When it comes to moving abroad, many prospective expats consider quality of life as the defining metric by which they choose their future home. Others will choose low cost of living, allowing their budget to stretch further. Business-minded expats may even choose a destination for its tax benefits, though when it comes down to it, personal preference plays a big part.
Regardless of preference, there are many countries that naturally appeal to expatriates – be it down to their laws, culture, or established expat communities. So, let’s look at the ten most desirable expat destinations this year.
Spain maintains its position as the most popular European country for British expats to settle in, with almost 400,000 Brits now calling sunny España their home.
And for good reason! With a favourable climate, delicious food, charming locals and a laid-back lifestyle, expats residing here are really living la vida bueno!
That’s not all, the WHO (World Health Organisation) recommended the country as a “near perfect environment that’s almost impossible to obtain”. Coupled with the healthy Mediterranean diet, it’s no surprise the Spanish have an average life expectancy of 81.75 years (UK 80.77).
Never mind Europe. The sunny land down-under, Australia, is the most popular destination in the world for British expats to relocate – boasting a sizeable population of British nationals (approximately 1.3 million of them).
So, apart from all those beaches and celebrating Christmas in summer, what makes it such a popular expat destination?
Well for starters, Australia has a very sustainable and well-built healthcare system known as Medicare – which is free and universally available for residents and is funded by tax and the central government.
While moving costs and property are expensive there (and the visa process can be a nightmare,) it is but a small price to pay for expat paradise.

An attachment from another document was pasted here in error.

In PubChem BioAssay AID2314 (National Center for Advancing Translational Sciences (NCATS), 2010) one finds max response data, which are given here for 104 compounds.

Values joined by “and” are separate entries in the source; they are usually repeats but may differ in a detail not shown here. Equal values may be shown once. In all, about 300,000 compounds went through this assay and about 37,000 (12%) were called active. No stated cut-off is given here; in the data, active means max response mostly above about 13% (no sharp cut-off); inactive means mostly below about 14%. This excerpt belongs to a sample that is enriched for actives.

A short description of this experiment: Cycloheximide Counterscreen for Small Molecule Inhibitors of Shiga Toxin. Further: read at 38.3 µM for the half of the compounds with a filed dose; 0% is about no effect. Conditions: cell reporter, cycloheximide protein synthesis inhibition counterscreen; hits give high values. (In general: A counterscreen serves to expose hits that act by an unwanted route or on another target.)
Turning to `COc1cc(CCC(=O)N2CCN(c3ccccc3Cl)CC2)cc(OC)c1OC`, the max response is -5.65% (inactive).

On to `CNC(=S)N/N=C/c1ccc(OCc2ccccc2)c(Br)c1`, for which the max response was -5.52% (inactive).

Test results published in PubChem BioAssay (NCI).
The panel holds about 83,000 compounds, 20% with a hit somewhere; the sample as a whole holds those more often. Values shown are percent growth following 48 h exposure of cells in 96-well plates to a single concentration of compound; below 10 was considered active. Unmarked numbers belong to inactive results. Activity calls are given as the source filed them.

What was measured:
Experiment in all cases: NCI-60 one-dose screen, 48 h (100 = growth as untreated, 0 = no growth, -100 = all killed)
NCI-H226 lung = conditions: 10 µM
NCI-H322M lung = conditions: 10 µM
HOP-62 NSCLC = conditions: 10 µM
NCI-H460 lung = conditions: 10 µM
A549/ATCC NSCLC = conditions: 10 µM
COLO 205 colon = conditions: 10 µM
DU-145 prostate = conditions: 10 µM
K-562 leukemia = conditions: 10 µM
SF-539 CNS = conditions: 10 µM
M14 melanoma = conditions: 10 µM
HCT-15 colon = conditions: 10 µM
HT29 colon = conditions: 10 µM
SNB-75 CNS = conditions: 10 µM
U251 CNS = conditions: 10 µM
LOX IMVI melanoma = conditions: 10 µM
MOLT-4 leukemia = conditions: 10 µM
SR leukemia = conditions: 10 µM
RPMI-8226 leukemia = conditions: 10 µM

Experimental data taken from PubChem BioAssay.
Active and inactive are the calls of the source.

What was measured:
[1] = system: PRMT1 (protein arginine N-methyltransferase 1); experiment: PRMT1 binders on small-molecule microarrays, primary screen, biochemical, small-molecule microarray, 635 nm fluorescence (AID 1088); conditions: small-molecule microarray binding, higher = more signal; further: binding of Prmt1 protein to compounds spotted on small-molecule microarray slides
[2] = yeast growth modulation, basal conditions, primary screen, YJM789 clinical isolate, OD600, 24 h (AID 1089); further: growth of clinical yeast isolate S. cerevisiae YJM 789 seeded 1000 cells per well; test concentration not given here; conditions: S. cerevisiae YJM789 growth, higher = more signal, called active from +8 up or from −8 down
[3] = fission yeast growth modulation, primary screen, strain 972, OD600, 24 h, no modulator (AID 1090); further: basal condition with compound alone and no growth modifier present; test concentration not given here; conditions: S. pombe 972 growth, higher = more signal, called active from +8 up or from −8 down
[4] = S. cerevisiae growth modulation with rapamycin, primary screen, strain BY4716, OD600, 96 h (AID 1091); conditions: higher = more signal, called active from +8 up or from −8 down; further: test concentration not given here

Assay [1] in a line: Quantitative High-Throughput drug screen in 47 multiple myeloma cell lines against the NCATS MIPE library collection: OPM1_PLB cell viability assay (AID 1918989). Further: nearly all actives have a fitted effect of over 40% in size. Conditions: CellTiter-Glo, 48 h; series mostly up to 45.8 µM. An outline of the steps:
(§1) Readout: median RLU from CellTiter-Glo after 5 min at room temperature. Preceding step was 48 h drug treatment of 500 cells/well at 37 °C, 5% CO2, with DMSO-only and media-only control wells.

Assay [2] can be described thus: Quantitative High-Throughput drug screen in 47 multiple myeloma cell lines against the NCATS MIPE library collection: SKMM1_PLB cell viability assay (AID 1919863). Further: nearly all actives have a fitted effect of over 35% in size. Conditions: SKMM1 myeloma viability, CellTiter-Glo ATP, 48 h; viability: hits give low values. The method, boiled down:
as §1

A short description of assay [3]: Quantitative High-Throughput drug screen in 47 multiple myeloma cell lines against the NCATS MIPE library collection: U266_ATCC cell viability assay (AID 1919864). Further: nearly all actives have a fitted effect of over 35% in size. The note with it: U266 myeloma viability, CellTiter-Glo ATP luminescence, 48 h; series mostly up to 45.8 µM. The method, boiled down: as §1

If you’re moving or thinking of moving to Australia, check out our expat guide here.
50 years ago, Singapore was a small, island nation located in southeast Asia. It wasn’t an economic power and it wasn’t a global hub for business or expatriates. In fact, much of it was swamp and jungle.
Over the years, skyscrapers have emerged and Singapore’s skyline came to rival that of any major city on earth – with healthcare and business opportunities to boot.
Singapore also has a thriving expat population, with over 45,000 British nationals calling the island home. Many expats relocate for the high wages, enviable education system and premium quality of life – although living in Singapore can be relatively expensive.
You may be initially put off due to the arctic climate but if you can excuse a bit of cold then Norway is one awesome place to live. Not only does the country have one of the lowest crime rates in the world, it is also one of the happiest places on earth, according to the national happiness index where Norway came 12th.
Most locals speak excellent English, so expats are unlikely to experience alienation due to language barriers, and with over 15,000 Brits calling Norway home, you’ll have a sizeable expat community in which to integrate.
Visit sites like Internations to discover other expats living in Norway.
With 80% of the country’s population born overseas, you might say that the United Arab Emirates is an expat’s paradise. 20 years ago, though, Dubai was a very different place - a sparse desert with not a mega-mall or luxury hotel in sight.
Fast track to today, however, and you will be greeted with a skyline featuring towering edifices and some of the world’s tallest skyscrapers – including the Burj Khalifa, sitting proudly at 163 storeys high.
Expats relocating to the UAE can likely expect a generous salary, as the UAE offer expat salary packages that are among the highest in the world. The cost of living isn’t bad either, at over 5% lower than the UK. However, rent prices are significantly higher, with rent costs a whopping 93% higher than the UK.
Thankfully, the higher income offsets the high cost of housing.